King Abdullah University of Science and Technology (KAUST) also had its own initiative and investigated the geothermal energy potential along the Red Sea, targeting many syn-rift sedimentary basins. KAUST evaluated the potential of low-to-medium geothermal energy extraction and utilization projects for heating and cooling, water desalination and power generation, and concluded that the subsurface geology in Saudi Arabia is favorable for developing abundant, clean, alternative, and sustainable geothermal energy.

 Geothermal Energy and its Overlaps With the Oil and Gas Industry Sector 

Since understanding the subsurface geology and drilling operations constitutes most of the cost associated with development of geothermal resources, the oilfield service companies that provide drilling and drilling services were naturally attracted to provide the same services to the geothermal energy sector, which is much smaller in size but bigger in strategic importance. Because while fossil energy is the past and today’s primary source of energy, renewable energy is the future. Thus, it is also good for oilfield service companies to establish an entry point into the next generation of energy—renewable energy.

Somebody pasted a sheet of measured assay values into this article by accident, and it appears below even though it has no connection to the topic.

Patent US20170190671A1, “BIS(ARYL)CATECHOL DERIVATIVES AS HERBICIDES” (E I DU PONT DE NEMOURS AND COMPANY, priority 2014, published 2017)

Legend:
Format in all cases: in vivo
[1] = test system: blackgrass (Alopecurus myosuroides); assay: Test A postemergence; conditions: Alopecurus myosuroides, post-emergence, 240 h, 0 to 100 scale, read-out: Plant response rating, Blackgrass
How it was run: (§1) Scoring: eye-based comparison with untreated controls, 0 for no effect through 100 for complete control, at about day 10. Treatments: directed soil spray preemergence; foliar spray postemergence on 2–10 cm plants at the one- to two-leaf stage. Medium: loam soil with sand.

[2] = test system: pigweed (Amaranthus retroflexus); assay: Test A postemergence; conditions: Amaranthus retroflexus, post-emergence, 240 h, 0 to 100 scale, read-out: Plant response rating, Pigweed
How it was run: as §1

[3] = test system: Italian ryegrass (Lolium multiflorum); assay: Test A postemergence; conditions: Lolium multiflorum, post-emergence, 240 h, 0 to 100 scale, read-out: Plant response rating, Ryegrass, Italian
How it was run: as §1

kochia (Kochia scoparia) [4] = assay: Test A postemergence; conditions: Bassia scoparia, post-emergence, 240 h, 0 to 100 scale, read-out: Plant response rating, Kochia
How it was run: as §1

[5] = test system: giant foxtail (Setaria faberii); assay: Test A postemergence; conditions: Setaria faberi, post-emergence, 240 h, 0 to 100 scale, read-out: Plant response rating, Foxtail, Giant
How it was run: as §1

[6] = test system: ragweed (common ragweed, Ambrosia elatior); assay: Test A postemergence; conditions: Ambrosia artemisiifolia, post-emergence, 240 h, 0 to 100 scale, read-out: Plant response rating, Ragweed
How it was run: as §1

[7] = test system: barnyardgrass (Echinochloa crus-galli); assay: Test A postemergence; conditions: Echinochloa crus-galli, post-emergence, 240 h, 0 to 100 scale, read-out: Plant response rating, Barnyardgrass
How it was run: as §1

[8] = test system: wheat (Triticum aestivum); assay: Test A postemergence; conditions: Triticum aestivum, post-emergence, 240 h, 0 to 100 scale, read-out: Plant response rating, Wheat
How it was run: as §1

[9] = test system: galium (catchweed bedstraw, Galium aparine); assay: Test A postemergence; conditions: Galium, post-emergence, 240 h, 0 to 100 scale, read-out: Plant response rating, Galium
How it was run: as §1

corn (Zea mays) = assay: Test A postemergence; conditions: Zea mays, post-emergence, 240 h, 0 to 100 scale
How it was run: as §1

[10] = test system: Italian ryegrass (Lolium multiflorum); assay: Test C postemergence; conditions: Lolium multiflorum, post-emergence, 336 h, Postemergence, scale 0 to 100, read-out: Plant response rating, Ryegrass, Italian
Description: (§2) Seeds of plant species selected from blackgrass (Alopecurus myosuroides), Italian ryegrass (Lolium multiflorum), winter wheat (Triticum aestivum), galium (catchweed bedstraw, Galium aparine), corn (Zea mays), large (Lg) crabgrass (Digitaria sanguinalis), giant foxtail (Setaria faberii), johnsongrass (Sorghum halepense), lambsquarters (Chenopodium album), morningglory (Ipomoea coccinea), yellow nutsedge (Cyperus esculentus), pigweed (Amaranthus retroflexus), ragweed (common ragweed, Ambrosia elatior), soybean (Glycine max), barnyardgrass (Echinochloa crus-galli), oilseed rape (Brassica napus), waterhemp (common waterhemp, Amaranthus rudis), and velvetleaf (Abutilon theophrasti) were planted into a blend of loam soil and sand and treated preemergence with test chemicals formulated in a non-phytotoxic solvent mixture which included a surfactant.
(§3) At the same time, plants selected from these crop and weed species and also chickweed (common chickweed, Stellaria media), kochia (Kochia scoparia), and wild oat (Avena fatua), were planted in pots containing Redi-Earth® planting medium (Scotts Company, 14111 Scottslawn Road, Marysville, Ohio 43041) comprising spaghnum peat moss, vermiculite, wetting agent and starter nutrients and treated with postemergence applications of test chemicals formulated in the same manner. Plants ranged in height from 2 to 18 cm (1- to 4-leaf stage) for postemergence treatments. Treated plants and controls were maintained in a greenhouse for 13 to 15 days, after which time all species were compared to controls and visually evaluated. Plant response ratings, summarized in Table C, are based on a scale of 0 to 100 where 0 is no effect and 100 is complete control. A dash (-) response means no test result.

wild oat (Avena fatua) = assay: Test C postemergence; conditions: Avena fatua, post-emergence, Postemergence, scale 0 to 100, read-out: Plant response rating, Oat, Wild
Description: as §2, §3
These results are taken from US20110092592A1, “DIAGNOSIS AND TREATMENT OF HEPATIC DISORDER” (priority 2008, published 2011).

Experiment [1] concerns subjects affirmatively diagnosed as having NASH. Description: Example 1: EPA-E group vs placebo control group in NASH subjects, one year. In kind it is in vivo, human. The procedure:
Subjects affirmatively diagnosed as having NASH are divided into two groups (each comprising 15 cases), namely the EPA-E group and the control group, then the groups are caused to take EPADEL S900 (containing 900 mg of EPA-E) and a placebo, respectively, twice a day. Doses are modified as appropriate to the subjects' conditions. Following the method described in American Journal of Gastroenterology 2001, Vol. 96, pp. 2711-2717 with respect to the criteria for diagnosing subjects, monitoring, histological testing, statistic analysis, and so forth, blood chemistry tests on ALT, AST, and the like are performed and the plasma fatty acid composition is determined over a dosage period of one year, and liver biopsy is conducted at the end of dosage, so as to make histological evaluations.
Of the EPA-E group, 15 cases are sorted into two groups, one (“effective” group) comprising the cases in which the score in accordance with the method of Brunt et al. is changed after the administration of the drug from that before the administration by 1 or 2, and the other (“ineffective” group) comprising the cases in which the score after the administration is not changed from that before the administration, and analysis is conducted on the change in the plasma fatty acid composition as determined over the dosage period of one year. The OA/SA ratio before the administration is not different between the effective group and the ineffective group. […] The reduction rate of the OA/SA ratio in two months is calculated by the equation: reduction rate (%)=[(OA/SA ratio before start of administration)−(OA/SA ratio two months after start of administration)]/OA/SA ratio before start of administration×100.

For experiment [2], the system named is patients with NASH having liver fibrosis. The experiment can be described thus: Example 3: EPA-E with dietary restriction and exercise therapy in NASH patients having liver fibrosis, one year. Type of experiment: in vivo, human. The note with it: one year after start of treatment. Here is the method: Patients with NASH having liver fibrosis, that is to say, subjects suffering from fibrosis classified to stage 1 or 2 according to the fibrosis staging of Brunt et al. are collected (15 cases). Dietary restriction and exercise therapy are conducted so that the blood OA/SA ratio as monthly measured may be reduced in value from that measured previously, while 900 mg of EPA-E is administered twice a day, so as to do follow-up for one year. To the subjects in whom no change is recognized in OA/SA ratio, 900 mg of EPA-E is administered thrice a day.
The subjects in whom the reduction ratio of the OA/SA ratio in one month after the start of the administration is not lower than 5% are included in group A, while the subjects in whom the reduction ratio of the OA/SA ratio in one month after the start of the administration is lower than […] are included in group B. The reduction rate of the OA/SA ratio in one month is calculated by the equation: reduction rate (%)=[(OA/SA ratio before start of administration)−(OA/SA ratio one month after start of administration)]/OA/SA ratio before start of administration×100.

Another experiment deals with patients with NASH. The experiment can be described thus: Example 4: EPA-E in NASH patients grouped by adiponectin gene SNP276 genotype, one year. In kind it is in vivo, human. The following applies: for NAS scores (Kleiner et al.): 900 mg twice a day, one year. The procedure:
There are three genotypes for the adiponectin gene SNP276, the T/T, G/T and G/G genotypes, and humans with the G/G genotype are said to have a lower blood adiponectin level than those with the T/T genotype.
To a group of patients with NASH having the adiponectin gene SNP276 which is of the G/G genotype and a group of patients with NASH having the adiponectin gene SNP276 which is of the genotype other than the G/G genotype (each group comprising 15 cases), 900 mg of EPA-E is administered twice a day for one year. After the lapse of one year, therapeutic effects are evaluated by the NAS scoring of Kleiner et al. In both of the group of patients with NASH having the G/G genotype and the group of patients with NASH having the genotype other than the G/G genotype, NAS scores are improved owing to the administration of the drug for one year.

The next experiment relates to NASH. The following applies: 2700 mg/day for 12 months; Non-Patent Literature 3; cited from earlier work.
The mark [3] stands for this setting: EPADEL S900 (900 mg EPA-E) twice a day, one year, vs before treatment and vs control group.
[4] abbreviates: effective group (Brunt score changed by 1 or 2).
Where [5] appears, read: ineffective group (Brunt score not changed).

TAQA, a Saudi oilfield service company, has have gone through logarithmic growth, both organically and inorganically, and has closed a number of important acquisitions aiming to complete its target portfolio of oilfield services. It has globally expanded its footprint to more than 20 countries as of today.